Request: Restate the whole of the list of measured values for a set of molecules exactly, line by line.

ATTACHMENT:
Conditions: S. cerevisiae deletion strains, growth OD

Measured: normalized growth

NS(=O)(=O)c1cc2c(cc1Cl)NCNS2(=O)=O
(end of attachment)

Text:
Conditions: S. cerevisiae deletion strains, growth OD

Measured: normalized growth

NS(=O)(=O)c1cc2c(cc1Cl)NCNS2(=O)=O